by Allison Adams
Institutions of higher education around the nation frequently proclaim the importance of scholarship to the public good. Emory University—with its mission statement emphasizing “knowledge in the service of humanity” and a vision statement that enjoins us to “work collaboratively for positive transformation in the world”—is no exception. But in this era of shrinking resources and growing demands for accountability in higher education—especially to the agencies, funding organizations, and communities that support it—the pressure has increased on institutions to demonstrate the transformative impact of their scholarship.
Allison Adams is Managing Editor of the Academic Exchange at Emory
As New York Times columnist David Brooks succinctly put it in his 2010 defense of the humanities, “When the going gets tough, the tough take accounting.” That is, in times of high anxiety around resources and training, the cultural impulse is to fixate on the most obviously practical and utilitarian notions of education and to dismiss the rest as an intellectual luxury.
All of this means that now more than ever, scholars must be able to talk about their work in terms both comprehensible and compelling to audiences beyond their immediate fields. In other words, they must be able to effectively take their scholarship public. One way of influencing the public sphere is through external media discourse: by commenting as guest experts on television and radio news programs; serving as consultants in the development of documentaries; and writing magazine articles, op-eds, and books for trade audiences.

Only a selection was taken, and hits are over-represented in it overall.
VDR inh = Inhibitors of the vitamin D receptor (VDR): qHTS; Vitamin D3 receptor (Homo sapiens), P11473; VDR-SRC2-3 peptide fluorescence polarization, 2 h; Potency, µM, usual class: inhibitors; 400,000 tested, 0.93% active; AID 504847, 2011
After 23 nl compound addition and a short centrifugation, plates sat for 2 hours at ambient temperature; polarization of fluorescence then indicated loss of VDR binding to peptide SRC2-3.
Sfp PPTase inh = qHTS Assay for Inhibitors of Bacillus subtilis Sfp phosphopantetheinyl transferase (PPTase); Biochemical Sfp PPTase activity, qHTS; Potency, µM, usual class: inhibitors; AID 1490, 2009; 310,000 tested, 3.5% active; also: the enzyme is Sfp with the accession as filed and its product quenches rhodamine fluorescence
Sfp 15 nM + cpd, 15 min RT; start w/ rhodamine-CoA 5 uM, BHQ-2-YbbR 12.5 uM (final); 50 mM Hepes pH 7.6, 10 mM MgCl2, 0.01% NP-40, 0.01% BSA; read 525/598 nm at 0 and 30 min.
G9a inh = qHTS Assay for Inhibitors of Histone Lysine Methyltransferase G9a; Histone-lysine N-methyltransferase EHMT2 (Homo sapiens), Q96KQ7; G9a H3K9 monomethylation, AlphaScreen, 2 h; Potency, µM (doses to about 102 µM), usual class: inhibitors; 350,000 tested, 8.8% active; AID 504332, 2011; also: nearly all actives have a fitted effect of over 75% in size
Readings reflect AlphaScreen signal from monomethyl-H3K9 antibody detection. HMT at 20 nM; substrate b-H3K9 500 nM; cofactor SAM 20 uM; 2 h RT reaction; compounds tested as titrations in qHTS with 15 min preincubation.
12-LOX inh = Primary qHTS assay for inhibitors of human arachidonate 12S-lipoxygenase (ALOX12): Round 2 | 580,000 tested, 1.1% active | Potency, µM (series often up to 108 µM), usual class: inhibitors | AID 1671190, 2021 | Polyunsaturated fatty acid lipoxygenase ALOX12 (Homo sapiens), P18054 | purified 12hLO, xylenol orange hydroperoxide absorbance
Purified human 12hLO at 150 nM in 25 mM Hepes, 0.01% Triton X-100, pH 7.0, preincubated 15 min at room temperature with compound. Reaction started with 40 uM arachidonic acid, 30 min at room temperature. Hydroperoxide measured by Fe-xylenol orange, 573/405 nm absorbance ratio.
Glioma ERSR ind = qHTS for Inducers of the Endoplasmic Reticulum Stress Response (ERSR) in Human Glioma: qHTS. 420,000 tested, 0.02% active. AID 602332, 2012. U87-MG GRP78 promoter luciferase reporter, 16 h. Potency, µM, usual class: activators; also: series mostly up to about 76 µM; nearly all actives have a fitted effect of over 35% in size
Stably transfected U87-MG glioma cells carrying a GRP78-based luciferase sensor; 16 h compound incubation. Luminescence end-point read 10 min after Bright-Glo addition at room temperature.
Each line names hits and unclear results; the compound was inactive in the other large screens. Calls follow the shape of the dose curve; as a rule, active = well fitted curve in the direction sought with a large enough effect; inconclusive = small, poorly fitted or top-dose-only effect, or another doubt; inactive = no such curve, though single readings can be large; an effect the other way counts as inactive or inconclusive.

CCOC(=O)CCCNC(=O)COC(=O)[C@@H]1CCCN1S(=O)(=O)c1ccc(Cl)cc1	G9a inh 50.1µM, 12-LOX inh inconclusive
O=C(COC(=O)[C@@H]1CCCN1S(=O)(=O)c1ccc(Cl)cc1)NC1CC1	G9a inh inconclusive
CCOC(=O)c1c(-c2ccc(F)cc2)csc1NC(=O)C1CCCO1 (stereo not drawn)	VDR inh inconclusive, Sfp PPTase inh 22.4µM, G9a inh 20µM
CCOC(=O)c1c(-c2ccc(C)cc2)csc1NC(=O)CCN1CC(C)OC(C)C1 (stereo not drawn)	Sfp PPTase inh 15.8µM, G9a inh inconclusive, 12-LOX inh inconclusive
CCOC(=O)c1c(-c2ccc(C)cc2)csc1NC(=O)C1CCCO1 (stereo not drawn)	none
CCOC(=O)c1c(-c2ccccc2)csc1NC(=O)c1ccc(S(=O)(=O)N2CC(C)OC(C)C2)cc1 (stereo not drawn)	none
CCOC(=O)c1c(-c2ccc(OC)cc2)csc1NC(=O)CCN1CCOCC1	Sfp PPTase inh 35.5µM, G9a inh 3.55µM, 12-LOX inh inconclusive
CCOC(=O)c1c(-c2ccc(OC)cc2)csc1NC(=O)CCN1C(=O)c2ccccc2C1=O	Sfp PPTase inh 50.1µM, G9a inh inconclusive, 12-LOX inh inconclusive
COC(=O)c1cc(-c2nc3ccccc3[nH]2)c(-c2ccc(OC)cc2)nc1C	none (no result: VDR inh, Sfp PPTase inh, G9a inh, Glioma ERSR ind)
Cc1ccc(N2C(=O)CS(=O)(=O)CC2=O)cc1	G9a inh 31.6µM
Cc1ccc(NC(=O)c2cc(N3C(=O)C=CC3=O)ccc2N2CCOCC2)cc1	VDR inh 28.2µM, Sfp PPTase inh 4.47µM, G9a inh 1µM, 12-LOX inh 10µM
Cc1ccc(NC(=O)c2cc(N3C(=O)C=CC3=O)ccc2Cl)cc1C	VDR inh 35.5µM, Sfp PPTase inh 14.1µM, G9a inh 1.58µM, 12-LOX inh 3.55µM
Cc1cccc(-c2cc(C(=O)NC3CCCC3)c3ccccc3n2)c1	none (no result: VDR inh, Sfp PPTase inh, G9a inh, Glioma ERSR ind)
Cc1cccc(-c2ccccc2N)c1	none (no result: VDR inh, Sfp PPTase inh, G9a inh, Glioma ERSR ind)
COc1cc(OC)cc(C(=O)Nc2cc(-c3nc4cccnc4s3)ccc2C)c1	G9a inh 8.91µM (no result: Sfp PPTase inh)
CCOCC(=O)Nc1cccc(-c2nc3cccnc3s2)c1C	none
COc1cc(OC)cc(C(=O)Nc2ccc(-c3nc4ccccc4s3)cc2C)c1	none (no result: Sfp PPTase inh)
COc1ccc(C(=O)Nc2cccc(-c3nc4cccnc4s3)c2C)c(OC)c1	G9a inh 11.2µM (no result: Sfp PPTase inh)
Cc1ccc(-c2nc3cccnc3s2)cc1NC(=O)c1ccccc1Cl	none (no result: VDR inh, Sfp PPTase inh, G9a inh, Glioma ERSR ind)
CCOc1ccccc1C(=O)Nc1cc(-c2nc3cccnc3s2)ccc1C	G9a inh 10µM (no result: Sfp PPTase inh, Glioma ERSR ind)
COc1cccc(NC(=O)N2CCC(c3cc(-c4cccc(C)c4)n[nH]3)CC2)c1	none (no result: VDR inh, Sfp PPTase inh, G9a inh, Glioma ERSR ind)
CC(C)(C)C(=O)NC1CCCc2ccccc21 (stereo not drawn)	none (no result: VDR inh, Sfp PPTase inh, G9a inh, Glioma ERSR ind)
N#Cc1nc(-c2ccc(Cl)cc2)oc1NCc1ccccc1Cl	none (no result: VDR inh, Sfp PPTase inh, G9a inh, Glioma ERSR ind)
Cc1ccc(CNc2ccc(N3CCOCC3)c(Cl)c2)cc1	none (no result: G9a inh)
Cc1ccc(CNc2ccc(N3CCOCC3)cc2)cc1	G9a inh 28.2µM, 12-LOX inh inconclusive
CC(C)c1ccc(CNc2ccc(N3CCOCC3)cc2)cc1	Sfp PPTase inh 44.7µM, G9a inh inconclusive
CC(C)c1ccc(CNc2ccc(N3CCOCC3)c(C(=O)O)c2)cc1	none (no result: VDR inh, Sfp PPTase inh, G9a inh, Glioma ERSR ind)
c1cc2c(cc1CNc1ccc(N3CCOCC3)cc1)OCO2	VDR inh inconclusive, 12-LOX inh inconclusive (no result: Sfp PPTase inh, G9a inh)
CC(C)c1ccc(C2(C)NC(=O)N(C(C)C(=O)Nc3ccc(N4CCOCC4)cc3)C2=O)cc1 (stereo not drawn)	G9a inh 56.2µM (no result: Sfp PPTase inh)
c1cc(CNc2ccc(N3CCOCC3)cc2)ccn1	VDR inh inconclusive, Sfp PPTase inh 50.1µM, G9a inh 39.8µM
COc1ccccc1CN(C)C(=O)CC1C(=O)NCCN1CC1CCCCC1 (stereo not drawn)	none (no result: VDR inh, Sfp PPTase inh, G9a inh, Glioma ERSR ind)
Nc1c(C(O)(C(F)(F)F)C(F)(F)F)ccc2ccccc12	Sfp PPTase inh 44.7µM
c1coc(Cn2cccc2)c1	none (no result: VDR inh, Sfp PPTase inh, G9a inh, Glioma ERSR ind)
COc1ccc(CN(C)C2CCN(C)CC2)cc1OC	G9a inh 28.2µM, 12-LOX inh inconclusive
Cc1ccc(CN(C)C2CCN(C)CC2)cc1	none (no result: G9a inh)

The voices we hear most in this world, however, come from an extremely narrow slice of society: white, wealthy and overwhelmingly male. Key commentary forums are 85% penned by men. Pundits on Sunday talk shows on TV are 84% male and 90% white; and Congress is 85% white and 83% male.
How do we cultivate more public thought leadership among women and minority scholars? It takes skill and savvy to bring your work into this milieu. It calls upon scholars to learn to say succinctly, coherently, and persuasively what their expertise is and why it is important.
Two opportunities are coming up for faculty and graduate students to learn more about cultivating such a public voice. The CWE and the Center for Faculty Development and Excellence at Emory are partnering to present a series of workshops designed to help scholars strategize in this area. The second and third of these sessions are coming up on March 26 and April 25:
Stories from the Op-Ed Front Lines
Monday, March 26, 2012
Center for Ethics
Three Emory faculty members—Drew Westen, Professor of Psychology; Deborah Lipstadt, Dorot Professor of Modern Jewish History and Holocaust Studies; and Hank Klibanoff, James M. Cox, Jr., Professor of Journalism and Pulitzer Prize winner—will share their experiences and advice as op-ed contributors in major national media outlets.
Through the Eyes of an Op-Ed Page Editor
Wednesday, April 25, 2012
ECIT 217, Woodruff Library
Two op-ed page editors from major newspapers, Autumn Brewington from the Washington Post (via teleconference) and Tom Sabulis from the Atlanta Journal-Constitution, will discuss what they seek in pitch, tone, scope, style, and other aspects of an op-ed for their papers. Bring your sharp questions and ideas.
Both of these events are open to all faculty and graduate students. Lunch will be provided for the first 25 people to RSVP. Please RSVP to Roopika Risam at email@example.com.
You can learn more about CWE’s Public Scholarship Initiative here and read about the Op Ed Project at Emory here.